Shipwreck of Kastellholmen - Atlas Obscura

Shipwreck of Kastellholmen

At low tide, you can see the remains of a 17th-century ship just off a Stockholm island. 

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In 2013, an unusually low water level revealed a long-hidden secret in the very heart of Stockholm. The remains of a shipwreck, clearly visible during low tide, were discovered by marine archaeologist Jin Hansson, who was on a morning stroll with his girlfriend. Hansson immediately realized it must be a shipwreck due to the very particular shape of the finding.

Rumors of a sunken ship had circulated for years, but this discovery led to a more in-depth investigation, revealing two warships in the area. Later findings uncovered a total of seven shipwrecks dating from the early 1600s to the late 1800s. The older ones were likely merchant vessels and warships used in battles against the Danes, as the two countries were constantly at war during that period and fought numerous sea battles. Some of the ships might have been intentionally sunk to reinforce the foundations for a bridge that used to connect the islands of Kastellholmen and Skeppsholmen, further west from the current bridge.

During the 17th century, the island of Kastellholmen was a naval headquarters, so naval activity was common at that time. However, the base was relocated to Karlskrona in 1680 and the bridge fell into disrepair.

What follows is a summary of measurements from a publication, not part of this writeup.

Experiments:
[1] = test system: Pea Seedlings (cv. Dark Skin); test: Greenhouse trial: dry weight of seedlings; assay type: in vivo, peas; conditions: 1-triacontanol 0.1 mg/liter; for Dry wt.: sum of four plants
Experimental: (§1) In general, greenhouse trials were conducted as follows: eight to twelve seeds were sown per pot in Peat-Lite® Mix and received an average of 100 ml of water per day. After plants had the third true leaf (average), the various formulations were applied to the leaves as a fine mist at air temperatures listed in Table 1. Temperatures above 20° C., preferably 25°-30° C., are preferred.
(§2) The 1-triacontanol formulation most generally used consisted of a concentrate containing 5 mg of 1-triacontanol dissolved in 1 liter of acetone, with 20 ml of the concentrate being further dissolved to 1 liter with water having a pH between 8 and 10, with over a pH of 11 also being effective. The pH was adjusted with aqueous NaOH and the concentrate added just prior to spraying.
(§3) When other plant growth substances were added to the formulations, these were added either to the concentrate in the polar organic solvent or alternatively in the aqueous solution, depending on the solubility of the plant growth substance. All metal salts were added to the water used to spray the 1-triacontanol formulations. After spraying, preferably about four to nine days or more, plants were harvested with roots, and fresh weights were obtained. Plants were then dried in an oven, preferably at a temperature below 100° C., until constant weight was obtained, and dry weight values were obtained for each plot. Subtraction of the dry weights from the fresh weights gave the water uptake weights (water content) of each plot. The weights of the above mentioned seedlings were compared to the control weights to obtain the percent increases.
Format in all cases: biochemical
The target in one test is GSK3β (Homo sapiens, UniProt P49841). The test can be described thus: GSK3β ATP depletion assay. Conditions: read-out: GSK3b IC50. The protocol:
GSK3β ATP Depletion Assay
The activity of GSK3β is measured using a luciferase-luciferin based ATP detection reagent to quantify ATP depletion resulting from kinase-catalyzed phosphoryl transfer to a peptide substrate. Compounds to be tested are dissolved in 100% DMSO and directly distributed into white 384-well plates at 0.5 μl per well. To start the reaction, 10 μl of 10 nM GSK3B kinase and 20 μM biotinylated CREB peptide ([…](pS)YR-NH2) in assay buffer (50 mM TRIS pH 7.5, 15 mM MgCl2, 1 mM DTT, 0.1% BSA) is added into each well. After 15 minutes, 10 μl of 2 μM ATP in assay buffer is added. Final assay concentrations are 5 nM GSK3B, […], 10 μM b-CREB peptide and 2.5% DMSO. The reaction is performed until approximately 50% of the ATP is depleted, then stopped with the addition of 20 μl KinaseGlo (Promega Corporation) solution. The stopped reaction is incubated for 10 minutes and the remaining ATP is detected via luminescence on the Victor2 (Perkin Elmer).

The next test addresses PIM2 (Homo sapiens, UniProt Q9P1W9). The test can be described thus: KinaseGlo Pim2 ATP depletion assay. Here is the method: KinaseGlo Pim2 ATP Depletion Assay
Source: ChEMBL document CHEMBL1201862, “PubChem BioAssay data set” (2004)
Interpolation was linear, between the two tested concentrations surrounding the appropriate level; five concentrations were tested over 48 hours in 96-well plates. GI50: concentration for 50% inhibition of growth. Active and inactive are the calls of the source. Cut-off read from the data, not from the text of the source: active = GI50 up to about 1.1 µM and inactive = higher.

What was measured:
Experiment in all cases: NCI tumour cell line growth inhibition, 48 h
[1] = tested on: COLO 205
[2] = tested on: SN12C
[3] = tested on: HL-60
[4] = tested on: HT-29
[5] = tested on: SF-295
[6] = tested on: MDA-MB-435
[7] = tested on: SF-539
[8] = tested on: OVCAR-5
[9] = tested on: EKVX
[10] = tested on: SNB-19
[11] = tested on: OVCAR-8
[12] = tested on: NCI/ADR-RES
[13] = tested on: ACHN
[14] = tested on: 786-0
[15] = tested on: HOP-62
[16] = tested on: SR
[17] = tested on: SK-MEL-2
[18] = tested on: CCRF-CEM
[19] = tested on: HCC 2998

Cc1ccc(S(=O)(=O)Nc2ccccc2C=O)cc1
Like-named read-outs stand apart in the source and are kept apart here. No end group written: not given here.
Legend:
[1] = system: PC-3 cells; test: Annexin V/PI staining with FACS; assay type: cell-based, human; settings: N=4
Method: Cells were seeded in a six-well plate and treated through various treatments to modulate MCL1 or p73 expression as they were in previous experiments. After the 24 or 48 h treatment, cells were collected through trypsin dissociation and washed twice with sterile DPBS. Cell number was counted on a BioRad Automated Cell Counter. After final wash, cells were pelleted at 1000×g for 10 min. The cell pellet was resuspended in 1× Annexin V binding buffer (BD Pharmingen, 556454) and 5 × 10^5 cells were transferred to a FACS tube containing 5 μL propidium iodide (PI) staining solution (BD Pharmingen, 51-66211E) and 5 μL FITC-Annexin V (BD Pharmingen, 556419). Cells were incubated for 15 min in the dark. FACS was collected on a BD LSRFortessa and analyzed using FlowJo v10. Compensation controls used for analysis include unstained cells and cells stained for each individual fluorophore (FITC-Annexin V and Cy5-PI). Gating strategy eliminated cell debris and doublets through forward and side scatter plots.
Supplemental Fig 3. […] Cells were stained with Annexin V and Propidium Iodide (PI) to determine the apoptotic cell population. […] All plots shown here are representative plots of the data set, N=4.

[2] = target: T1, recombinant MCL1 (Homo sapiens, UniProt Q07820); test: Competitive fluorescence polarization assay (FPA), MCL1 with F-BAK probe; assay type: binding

The sunken ships remained hidden until the recent rediscoveries. Jin Hansson, who works for Stockholm’s Maritime Museum, identified the shipwreck closest to the shore (and the one visible during low tide) as Grå Ulven, or “Gray Wolf,” a Danish warship built after 1621 and captured by Sweden in a 1659 battle near Ebeltoft Cove. Written records date the year of the ship’s sinking as 1670. Grå Ulven, 30 meters in length, serves as a reminder of a more famous shipwreck discovery in Stockholm—that of the 17th-century warship Vasa, which was raised from Stockholm’s harbor in the 1960s and is now housed in a museum nearby. Vasa has become one of the main tourist attractions in Sweden. The other ship discovered by Hansson was thought to be Den Stora Draken, or “The Big Dragon.”

Know Before You Go

While the ship is clearly visible when the water level is low, there is no guarantee that visitors will be able to see the remains of the warship. However, there is an information board next to the location of the shipwreck, making it easy to identify. Additionally, the ship’s contours are visible in satellite images provided by Google Maps.

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